Notes from Siblings Without Rivalry

These are my own personal notes from the book Siblings Without Rivalry. I recommend this one strongly. 🙂

I am really glad I read this book. I will probably re-read it. The themes are individualism, reason, and rational self-interest. Here are some of the specifics of these themes.

Don’t try to give each children “equal” things. It is nearly impossible to do this in all cases. Instead, focus on what each person individually needs. A common application of this is when a child might ask, “Mom, who do you love best?” A typical answer is “I love you all equally.” This does not satisfy the child. It makes them feel like 1/3 of the pie. Instead, a better answer is, “I love you all uniquely and immensely for your own individual traits.” Or another example is a child who demands an equal amount of your time. You may say, “Your sister has an important recital coming up and needs my time right now. When I am done, maybe you and I can spend some time together.”

Don’t ever compare siblings. Don’t ever use other siblings as a method to goad the child into a desired behavior. Saying to a child, “Your sister gets good grades why can’t you?” or “Your brother is outgoing why can’t you be?’ are insults, do not infuse self-confidence, do not provide any teaching or coaching, and naturally make children resent each other. The “good” sibling doesn’t fare well either. Their virtue is being used as a weapon against their siblings and will cause the siblings to resent the “good” child.

Don’t put children into roles. Don’t ever say, “Well you are they shy one and Bobby is the courageous one.” The child becomes locked/pigeon holed in this role. Instead of describing the child negatively as being “shy,” you might say, “Dylan has it in him to talk to people and he will when he is ready.” This is especially important when children fall into a bully-victim role. The goal is to encourage the bully to be kind and the victim to be strong.

Of course, a theme in all of the author’s books is to empathize with children and to encourage them to solve their own problems. Empathy is important because there probably is a very real reason that a seemingly aggressive child is acting out. Too often I have seen parents not watch their children (because it is impossible at certain times or because they are willfully evasive) and then happen to see one be rough with the other and instantly punish the rough one and be overly sugary sweet to the seeming victim. The authors, like many, do not advocate punishment (spankings, timeouts) in these, or any situations. The response is usually to validate their feelings, “I see you are very angry.” If you don’t know what to do, just let the children cool off. If you open your ears to listen to the children, you may be surprised at what they say. Children can be very articulate. Their book, “How to Listen so Kids will Talk,” may be an excellent resource for more information on this.

With letting children solve their own problems, it does not mean total anarchy. It means gentle guidance towards getting them to solve their own problems. If one runs to you to tattle on another, you might listen to what they have to say and then say something like, “I see you are upset with your brother. But your brother is the one who needs to hear it—from you.” Or, when living in a home where things have to be shared, you may call a family meeting about a particular problem and ask each child to come up with solutions to a problem. All solutions should be accepted at first without judgment. Then let the children hash it out.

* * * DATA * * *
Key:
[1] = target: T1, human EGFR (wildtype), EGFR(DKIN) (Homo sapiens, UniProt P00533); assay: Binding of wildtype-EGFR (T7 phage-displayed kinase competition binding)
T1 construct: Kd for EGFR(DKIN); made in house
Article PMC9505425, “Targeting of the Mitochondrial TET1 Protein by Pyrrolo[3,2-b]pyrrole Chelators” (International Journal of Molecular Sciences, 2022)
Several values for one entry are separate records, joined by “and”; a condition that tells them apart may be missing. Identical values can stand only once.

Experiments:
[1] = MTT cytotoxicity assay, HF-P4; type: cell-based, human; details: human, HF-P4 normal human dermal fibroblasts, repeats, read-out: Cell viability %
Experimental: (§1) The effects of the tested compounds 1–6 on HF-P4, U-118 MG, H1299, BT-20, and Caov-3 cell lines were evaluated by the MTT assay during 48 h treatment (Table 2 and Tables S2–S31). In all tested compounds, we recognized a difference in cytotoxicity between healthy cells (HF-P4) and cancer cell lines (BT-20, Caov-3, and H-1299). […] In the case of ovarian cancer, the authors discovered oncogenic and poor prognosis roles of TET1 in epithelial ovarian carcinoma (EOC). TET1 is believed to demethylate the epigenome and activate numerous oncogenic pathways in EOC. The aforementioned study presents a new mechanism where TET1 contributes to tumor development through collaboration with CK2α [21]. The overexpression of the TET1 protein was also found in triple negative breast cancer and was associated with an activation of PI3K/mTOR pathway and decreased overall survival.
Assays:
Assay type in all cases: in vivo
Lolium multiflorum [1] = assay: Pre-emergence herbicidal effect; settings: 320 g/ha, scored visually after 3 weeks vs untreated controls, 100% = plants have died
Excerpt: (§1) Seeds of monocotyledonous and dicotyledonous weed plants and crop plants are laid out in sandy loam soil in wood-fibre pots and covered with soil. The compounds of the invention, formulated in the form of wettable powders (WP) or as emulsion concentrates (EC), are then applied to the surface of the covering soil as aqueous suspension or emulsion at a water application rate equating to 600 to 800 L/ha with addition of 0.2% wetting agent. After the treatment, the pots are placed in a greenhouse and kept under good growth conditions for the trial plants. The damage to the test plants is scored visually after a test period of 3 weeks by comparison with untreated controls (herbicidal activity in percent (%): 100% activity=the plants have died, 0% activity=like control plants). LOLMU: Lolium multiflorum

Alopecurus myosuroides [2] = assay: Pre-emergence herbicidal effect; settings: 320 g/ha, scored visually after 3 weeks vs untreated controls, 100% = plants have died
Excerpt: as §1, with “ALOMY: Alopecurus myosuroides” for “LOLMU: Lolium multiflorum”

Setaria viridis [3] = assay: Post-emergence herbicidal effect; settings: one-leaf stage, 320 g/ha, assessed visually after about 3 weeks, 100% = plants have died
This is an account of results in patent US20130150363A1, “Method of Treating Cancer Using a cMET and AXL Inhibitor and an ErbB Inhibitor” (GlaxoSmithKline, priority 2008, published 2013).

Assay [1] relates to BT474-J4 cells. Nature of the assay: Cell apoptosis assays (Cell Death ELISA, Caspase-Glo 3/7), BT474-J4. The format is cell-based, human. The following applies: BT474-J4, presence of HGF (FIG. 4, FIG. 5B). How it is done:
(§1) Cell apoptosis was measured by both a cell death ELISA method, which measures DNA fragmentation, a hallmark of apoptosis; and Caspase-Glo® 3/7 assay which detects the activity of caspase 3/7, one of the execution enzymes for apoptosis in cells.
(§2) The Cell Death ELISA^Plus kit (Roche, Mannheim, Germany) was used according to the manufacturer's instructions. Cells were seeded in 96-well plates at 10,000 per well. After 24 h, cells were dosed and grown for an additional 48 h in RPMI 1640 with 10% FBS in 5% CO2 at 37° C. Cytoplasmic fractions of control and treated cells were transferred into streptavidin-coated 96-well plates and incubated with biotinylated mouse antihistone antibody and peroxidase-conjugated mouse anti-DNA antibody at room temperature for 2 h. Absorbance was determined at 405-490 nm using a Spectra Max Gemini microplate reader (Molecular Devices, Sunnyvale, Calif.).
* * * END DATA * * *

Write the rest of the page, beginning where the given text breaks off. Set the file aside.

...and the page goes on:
Ultimately, the message I got was, “Even in a family situation, focus on each child as an individual.” Don’t try to equalize yourself among them—each has their own needs and their will naturally be “inequality.” But, ironically, even with this inequality, each child can personally feel that their needs are 100%, or close to 100%, taken care of.

Certainly don’t try to equalize their talents. One mother had her daughter’s curly hair chopped off so it would stop making her sister jealous! Don’t ever compare siblings: No wonder so many people are constantly comparing what they have to others and are filled with jealousy. In all conversations, if a topic of another sibling comes up, you can say, “But we’re not worried about your brother right now; we’re talking about you.” And of course, always empathize and always listen.

The most important lesson I got from this book is to not compare siblings. Here is Montessori on how comparing is a terrible way to motivate children:

But emulation can only avail among equals. When ‘competitions’ take place, ‘champions’ are chosen. To a deficient child, the example of a clever companion is merely humiliating; his inferiority, his impotence are perpetually cast in his teeth by the victorious career of his comrade. He becomes more and more discouraged as the zealous teacher scolds and punishes him for his weakness and points out the radiant example offered by the strong. What would give him a ray of light, a glimpse of hope, would be for him to see the possibility of doing something within the limits of his own powers which might, nevertheless have a value of its own; to penetrate into some sphere where he too might compete with some one and be encouraged. Then he would be like others, he would be exhilarated and comforted; and the feeble flower within him might expand. He has infinitely greater need of encouragement, solace, and external stimuli to excite him to activity than the normal child.

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